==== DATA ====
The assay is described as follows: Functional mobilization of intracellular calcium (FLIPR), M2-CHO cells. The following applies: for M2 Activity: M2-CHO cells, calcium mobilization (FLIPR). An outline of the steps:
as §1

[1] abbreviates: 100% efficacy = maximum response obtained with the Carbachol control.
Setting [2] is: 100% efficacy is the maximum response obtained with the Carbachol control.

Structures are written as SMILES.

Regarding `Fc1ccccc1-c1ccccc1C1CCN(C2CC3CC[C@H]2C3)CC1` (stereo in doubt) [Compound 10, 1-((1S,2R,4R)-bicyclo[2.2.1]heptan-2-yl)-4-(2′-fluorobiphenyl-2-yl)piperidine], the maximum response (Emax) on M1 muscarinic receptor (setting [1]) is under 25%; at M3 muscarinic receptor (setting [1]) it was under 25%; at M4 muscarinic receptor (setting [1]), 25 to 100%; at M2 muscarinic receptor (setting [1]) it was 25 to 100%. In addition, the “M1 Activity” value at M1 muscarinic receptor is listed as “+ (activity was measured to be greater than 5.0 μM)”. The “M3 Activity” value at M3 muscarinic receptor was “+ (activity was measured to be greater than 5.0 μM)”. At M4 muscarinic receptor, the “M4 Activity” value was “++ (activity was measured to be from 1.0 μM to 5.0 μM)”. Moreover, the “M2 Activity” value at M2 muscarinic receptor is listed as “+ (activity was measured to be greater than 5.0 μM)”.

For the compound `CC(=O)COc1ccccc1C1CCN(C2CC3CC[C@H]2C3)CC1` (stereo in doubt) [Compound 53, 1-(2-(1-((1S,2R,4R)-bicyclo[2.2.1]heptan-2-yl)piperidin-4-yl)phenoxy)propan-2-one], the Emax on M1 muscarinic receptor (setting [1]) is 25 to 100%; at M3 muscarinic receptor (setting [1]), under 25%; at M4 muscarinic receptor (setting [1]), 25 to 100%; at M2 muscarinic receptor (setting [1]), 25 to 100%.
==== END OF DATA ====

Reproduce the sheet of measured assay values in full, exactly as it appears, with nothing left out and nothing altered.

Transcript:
The assay is described as follows: Functional mobilization of intracellular calcium (FLIPR), M2-CHO cells. The following applies: for M2 Activity: M2-CHO cells, calcium mobilization (FLIPR). An outline of the steps:
as §1

[1] abbreviates: 100% efficacy = maximum response obtained with the Carbachol control.
Setting [2] is: 100% efficacy is the maximum response obtained with the Carbachol control.

Structures are written as SMILES.

Regarding `Fc1ccccc1-c1ccccc1C1CCN(C2CC3CC[C@H]2C3)CC1` (stereo in doubt) [Compound 10, 1-((1S,2R,4R)-bicyclo[2.2.1]heptan-2-yl)-4-(2′-fluorobiphenyl-2-yl)piperidine], the maximum response (Emax) on M1 muscarinic receptor (setting [1]) is under 25%; at M3 muscarinic receptor (setting [1]) it was under 25%; at M4 muscarinic receptor (setting [1]), 25 to 100%; at M2 muscarinic receptor (setting [1]) it was 25 to 100%. In addition, the “M1 Activity” value at M1 muscarinic receptor is listed as “+ (activity was measured to be greater than 5.0 μM)”. The “M3 Activity” value at M3 muscarinic receptor was “+ (activity was measured to be greater than 5.0 μM)”. At M4 muscarinic receptor, the “M4 Activity” value was “++ (activity was measured to be from 1.0 μM to 5.0 μM)”. Moreover, the “M2 Activity” value at M2 muscarinic receptor is listed as “+ (activity was measured to be greater than 5.0 μM)”.

For the compound `CC(=O)COc1ccccc1C1CCN(C2CC3CC[C@H]2C3)CC1` (stereo in doubt) [Compound 53, 1-(2-(1-((1S,2R,4R)-bicyclo[2.2.1]heptan-2-yl)piperidin-4-yl)phenoxy)propan-2-one], the Emax on M1 muscarinic receptor (setting [1]) is 25 to 100%; at M3 muscarinic receptor (setting [1]), under 25%; at M4 muscarinic receptor (setting [1]), 25 to 100%; at M2 muscarinic receptor (setting [1]), 25 to 100%.